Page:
research articles

The role of dispositional reinforcement sensitivity and self-esteem in social interaction anxiety and social phobia




personality, social anxiety, reinforcement sensitivity, self-esteem


Social anxiety is related to normal variation in personality and manifests as anxiety concerning interactions with others (social interaction anxiety), and/or as a fear of social scrutiny whilst performing tasks when under observation from others (social phobia). In revised Reinforcement Sensitivity Theory (rRST) a behavioral inhibition system (BIS) facilitates defensive approach behaviors and anxiety in situations of uncertainty. A fight-flight-freeze system (FFFS) facilitates fear and avoidance behaviors, and a behavioral approach system (BAS) facilitates anticipated reward and/or approach-based behaviors. rRST suggests that a socially anxious phenotype would experience elevated BIS sensitivity, elevated FFFS sensitivity, and dampened BAS sensitivity. We used self-report measures to test if the effects of social interaction anxiety and social phobia (which reflects the fear of social scrutiny) are separable within rRST, as in rRST anxiety and fear are separate constructs. Low levels of self-esteem are a risk factor for social anxiety, thus we tested how two sub-components of self-esteem referred to as self-acceptance and self-assessment predict social interaction anxiety and social phobia. 405 participants (mean age = 30.6; 86% female) completed the online study. Social interaction anxiety and social phobia were positively correlated with BIS and FFFS-flight sensitivity, and were negatively correlated with BAS, and FFFS-fight sensitivity in males and females. Social interaction anxiety and social phobia were negatively correlated with self-acceptance in males and females. Multiple regression showed that for females BIS and FFFS-flight scores were prominent positive predictors of social interaction anxiety whereas BIS was a prominent positive predictor of social phobia. For males the FFFS-fight subscale was a prominent negative predictor of social interaction anxiety. Overall, a synthesis of the present study and previous studies suggests that there may be subtle differences in how trait social interaction anxiety and trait social phobia relate to reinforcement sensitivity.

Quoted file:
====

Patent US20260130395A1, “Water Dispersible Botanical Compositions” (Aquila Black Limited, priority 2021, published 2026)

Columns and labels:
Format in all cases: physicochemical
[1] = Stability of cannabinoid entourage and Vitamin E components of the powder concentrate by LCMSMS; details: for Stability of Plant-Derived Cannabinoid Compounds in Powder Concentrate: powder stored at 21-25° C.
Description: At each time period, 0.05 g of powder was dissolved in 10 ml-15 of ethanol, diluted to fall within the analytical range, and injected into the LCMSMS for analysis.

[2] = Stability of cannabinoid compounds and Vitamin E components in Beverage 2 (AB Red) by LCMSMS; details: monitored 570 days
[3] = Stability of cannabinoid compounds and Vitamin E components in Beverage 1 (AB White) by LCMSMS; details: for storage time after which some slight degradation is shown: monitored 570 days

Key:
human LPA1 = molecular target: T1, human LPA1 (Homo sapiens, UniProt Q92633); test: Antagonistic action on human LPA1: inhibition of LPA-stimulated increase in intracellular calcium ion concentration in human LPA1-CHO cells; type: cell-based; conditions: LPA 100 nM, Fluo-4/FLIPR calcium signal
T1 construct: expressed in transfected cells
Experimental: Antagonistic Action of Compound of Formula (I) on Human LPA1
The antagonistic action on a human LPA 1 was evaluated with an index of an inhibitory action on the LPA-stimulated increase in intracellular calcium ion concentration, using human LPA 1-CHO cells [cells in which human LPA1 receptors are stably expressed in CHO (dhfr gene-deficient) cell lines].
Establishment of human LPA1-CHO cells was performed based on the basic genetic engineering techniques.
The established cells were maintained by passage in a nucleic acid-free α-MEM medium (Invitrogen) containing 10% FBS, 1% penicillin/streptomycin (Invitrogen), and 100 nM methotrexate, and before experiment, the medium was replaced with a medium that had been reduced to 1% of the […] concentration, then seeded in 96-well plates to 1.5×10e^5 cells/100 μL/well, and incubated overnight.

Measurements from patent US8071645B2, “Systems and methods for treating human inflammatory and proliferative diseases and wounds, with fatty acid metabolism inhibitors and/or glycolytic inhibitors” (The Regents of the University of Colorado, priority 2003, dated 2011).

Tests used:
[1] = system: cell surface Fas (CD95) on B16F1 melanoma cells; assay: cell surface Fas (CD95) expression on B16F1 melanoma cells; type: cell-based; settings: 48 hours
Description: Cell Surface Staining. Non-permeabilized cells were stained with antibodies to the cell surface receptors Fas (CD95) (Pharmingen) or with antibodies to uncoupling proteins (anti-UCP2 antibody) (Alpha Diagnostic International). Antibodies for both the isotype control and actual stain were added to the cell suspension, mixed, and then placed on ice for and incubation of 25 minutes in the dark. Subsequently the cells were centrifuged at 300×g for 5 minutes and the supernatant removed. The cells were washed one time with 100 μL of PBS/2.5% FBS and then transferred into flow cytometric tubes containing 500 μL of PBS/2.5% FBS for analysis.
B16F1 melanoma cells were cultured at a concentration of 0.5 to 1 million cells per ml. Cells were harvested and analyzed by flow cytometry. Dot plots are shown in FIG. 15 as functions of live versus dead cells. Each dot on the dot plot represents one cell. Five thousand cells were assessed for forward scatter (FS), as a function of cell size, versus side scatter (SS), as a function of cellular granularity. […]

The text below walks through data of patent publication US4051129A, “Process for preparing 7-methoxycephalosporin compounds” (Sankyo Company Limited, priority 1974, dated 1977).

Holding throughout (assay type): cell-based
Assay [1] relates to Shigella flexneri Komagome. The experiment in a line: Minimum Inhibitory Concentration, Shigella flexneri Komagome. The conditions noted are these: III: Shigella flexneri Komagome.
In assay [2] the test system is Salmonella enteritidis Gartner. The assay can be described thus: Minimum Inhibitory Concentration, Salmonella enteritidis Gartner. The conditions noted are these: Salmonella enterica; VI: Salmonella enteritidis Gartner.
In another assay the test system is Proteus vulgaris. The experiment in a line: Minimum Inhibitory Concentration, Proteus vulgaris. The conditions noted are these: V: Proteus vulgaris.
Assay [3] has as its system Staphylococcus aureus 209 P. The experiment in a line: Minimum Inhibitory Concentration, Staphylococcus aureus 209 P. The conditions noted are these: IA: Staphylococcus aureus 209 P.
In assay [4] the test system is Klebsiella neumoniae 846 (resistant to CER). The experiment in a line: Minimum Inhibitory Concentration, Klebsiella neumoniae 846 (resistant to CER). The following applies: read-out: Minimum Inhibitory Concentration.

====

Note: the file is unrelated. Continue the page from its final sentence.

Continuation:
research articles